- ItemThe Effectiveness of a Six-week Jump Shot Intervention on the Kinematics of Netball Shooting Performance(International Society of Biomechanics in Sports, 2006) Henderson, ME; Hume, PA; Bradshaw, EJThis study measured the kinematics of netball shooting (standing & jump technique) performance throughout a six-week training intervention. Club-class female goal shooters were allocated into three groups - experimental (stand & jump shot training, n=6), training control (standing shot training, n=6) and pure control (no training, n=6). The experimental and training control players underwent a shooting intervention of three sessions (100 shots) per week for six-weeks. All players were tested using two dimensional motion analysis at the start (0 weeks), during (3 weeks), and end (6 weeks) of the intervention programme. The mixed technique program undertaken by the goal shooters in the experimental group was the most beneficial for enhancing overall shooting performance and, therefore, is the recommended strategy from this study for off-season training.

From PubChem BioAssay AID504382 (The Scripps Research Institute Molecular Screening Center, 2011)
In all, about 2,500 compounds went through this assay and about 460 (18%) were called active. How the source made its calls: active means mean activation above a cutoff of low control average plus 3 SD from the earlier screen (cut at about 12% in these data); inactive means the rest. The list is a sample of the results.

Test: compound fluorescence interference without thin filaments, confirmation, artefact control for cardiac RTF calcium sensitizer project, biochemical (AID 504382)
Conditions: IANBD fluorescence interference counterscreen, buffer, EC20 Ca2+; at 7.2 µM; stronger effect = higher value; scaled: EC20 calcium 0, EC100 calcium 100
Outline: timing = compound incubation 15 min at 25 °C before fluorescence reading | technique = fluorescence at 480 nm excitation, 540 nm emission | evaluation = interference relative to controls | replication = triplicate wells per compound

- ItemInterim Evaluation of the Effect of a New Scrum Law on Neck and Back Injuries in Rugby Union(BMJ Publishing, 2008) Gianotti, S; Hume, PA; Hopkins, WG; Harawira, J; Truman, RBackground: In January 2007 the International Rugby Board implemented a new law for scrum engagement aimed at improving player welfare by reducing impact force and scrum collapses. In New Zealand the new law was included in RugbySmart, an annual compulsory workshop for coaches and referees. Objective: To determine the effect of the new law on scrum-related moderate to serious neck and back injury claims in 2007. Methods: Claims filed with the Accident Compensation Corporation (the provider of no-fault injury compensation and rehabilitation in New Zealand) were combined with numbers of registered players to estimate moderate to serious scrum-related claims for players who take part in scrums (forwards). Poisson linear regression was used to compare the observed claims per 100 000 forwards for 2007 with the rate predicted from data for 2002–6. Results: The observed and predicted claims per 100 000 forwards were 52 and 76, respectively (rate ratio 0.69; 90% CI 0.42 to 1.12). The likelihoods of substantial benefit (rate ratio <0.90) and harm (rate ratio >1.1) attributable to the scrum law were 82% and 5%, respectively. Conclusion: The decline in scrum-related injury claims is consistent with a beneficial effect of the new scrum law in the first year of its implementation. Another year of monitoring should provide more evidence for the efficacy of the new law.